Environmental Engineering Reference

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Telecommunication System (GTS), conversion of the accepted data to a format

required by the analysis scheme, processing of boundary values at the lateral

boundaries of the model domain and statistical procedures employed to make cor-

rections to first guess forecasts (usually forecasts from the previous analysis time), so

that the differences between the corrected first guess and the accepted observations

at the analysis time are minimised. All of these improvements are computer intensive

and will be facilitated by ever increasing availability of computer power.

One of the basic principles underlying the numerical modelling of the atmo-

sphere is that the atmosphere as a continuous fluid can be represented by the values

of the seven meteorological variables at a finite set of discrete points. These points

are arranged in a three-dimensional grid with fixed spatial coordinates. The spacing

of the grid points is also known as the spatial resolution or the grid length. Different

spatial resolution is generally used in the vertical compared to the horizontal, due to

the stratified structure of the atmosphere in the vertical. Increasing the spatial

resolution increases the accuracy of the atmospheric model, but at the cost of

additional computational effort. Thus, if the grid size is halved, the computational

effort increases by a factor of 2
4

ΒΌ
16 as the number of grid points is doubled in

each space direction and the number of time steps must also be doubled.

The choice of vertical and horizontal spatial resolutions is clearly very

important. In the atmosphere there are motions with spatial scales ranging from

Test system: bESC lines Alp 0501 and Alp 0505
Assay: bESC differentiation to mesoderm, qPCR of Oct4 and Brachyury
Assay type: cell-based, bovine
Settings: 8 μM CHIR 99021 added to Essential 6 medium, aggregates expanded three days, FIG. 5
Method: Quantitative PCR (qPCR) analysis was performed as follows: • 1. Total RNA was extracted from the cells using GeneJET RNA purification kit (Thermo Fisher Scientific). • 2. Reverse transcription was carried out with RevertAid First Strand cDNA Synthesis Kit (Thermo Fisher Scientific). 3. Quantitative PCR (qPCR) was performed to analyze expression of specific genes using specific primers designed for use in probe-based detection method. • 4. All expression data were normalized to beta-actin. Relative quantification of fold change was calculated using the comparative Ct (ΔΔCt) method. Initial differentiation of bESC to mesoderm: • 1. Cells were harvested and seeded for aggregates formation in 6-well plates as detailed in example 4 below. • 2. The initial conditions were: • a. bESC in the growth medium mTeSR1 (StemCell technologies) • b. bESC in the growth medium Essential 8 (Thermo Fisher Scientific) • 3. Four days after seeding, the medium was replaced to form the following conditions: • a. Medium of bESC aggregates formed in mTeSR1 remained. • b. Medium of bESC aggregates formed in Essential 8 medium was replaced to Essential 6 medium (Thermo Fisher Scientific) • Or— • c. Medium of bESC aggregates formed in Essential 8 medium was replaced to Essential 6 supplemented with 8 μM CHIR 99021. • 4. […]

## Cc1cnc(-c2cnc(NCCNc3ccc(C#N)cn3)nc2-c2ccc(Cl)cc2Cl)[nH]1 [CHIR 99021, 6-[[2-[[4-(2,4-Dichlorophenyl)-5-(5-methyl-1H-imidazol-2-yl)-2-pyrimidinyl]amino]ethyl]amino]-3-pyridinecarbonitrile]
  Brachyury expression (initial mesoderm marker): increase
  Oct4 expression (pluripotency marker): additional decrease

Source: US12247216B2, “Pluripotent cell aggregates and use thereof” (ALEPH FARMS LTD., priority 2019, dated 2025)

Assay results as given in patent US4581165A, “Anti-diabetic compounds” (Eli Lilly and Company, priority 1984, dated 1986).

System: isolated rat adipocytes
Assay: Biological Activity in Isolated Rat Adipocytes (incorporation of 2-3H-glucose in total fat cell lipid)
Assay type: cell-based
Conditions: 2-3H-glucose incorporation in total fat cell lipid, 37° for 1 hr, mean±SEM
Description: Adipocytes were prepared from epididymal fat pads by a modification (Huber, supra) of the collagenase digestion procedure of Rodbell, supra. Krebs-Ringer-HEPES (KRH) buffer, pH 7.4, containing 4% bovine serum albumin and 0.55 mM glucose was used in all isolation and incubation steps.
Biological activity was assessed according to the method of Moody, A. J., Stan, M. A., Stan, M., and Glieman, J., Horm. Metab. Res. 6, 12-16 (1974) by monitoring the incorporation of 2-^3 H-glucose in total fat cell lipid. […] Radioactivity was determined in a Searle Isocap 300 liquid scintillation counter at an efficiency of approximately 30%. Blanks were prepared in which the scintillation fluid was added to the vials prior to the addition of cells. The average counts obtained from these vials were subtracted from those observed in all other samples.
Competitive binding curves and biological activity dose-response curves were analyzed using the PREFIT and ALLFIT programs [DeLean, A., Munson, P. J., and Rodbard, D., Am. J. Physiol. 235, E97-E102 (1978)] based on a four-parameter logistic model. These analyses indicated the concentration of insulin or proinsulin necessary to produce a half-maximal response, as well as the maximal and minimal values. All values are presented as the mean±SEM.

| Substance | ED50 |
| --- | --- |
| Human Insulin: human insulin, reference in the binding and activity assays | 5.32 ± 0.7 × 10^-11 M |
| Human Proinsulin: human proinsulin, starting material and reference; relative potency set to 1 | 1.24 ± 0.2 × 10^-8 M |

many thousands of kilometres down to a millimetre. In order to capture all atmo-

spheric processes, the atmospheric model should ideally be constructed with spatial

resolutions down to a millimetre. Clearly this would impose impossibly high bur-

dens on computer resources. On the other hand, a particular spatial resolution will

exclude from consideration any physical atmospheric process whose spatial scale is

smaller than the spatial resolution. The choice of spatial resolution is therefore a

trade-off between an acceptable level of accuracy and available computer power.

For a particular grid resolution there will always be sub-grid scale physical

processes that the model cannot resolve. In order to be realistic, the model must

take account of the net effect of these processes. This is done by parameterisation

of these effects, based on statistical or empirical representations of the sub-grid size

physics. These parameterisations will also contribute to the computational effort.

NWP models can be global or limited area models. The limited area model is

nested within the global model. The high-resolution limited area model (HIRLAM)

is used widely in Europe and is a result of cooperation between the meteorological

institutes of Denmark, Finland, Iceland, Ireland, Netherlands, Norway, Spain,

Sweden and France. HIRLAM receives its lateral boundary conditions from the

European Centre for Medium Range Weather Forecasting (ECMWF) global

atmospheric model every six hours. The Danish Meteorological Institute (DMI)

HIRLAM domains are shown in Figure 6.2. The inner domains (around Denmark

and around Greenland) are of higher resolution, with 5.5 km grid length, and use

lateral boundary conditions from the outer, lower resolution domain that has a

15 km grid length. All domains have 40 layers in the vertical. The time step for the

outer domain is 300 seconds while for the inner domains it is 90 seconds. The

physical parameterisations are applied every third time step.

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